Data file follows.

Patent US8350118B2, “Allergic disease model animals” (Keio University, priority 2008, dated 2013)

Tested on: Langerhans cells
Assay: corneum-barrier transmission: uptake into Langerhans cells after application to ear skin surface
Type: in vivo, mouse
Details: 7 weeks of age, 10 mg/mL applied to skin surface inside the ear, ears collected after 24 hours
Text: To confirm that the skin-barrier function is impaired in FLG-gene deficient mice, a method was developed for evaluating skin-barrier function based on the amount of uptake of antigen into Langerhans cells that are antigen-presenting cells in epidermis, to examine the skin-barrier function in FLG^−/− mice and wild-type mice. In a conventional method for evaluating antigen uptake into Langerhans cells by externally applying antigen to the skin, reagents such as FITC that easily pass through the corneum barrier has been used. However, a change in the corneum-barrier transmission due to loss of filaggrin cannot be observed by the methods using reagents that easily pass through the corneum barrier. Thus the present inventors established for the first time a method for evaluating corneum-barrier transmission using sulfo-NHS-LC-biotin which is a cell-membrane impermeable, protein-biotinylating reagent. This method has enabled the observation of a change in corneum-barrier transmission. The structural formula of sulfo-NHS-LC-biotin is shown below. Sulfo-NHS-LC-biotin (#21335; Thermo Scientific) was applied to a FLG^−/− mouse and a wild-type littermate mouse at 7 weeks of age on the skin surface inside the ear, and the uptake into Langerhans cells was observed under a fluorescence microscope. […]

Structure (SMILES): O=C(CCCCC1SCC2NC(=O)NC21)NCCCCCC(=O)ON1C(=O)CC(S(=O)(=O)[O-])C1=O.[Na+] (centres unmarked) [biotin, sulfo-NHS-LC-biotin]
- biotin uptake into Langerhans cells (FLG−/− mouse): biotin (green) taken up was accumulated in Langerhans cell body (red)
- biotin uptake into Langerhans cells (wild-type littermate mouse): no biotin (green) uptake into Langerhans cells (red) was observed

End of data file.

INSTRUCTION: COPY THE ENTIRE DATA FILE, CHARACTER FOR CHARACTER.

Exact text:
Patent US8350118B2, “Allergic disease model animals” (Keio University, priority 2008, dated 2013)

Tested on: Langerhans cells
Assay: corneum-barrier transmission: uptake into Langerhans cells after application to ear skin surface
Type: in vivo, mouse
Details: 7 weeks of age, 10 mg/mL applied to skin surface inside the ear, ears collected after 24 hours
Text: To confirm that the skin-barrier function is impaired in FLG-gene deficient mice, a method was developed for evaluating skin-barrier function based on the amount of uptake of antigen into Langerhans cells that are antigen-presenting cells in epidermis, to examine the skin-barrier function in FLG^−/− mice and wild-type mice. In a conventional method for evaluating antigen uptake into Langerhans cells by externally applying antigen to the skin, reagents such as FITC that easily pass through the corneum barrier has been used. However, a change in the corneum-barrier transmission due to loss of filaggrin cannot be observed by the methods using reagents that easily pass through the corneum barrier. Thus the present inventors established for the first time a method for evaluating corneum-barrier transmission using sulfo-NHS-LC-biotin which is a cell-membrane impermeable, protein-biotinylating reagent. This method has enabled the observation of a change in corneum-barrier transmission. The structural formula of sulfo-NHS-LC-biotin is shown below. Sulfo-NHS-LC-biotin (#21335; Thermo Scientific) was applied to a FLG^−/− mouse and a wild-type littermate mouse at 7 weeks of age on the skin surface inside the ear, and the uptake into Langerhans cells was observed under a fluorescence microscope. […]

Structure (SMILES): O=C(CCCCC1SCC2NC(=O)NC21)NCCCCCC(=O)ON1C(=O)CC(S(=O)(=O)[O-])C1=O.[Na+] (centres unmarked) [biotin, sulfo-NHS-LC-biotin]
- biotin uptake into Langerhans cells (FLG−/− mouse): biotin (green) taken up was accumulated in Langerhans cell body (red)
- biotin uptake into Langerhans cells (wild-type littermate mouse): no biotin (green) uptake into Langerhans cells (red) was observed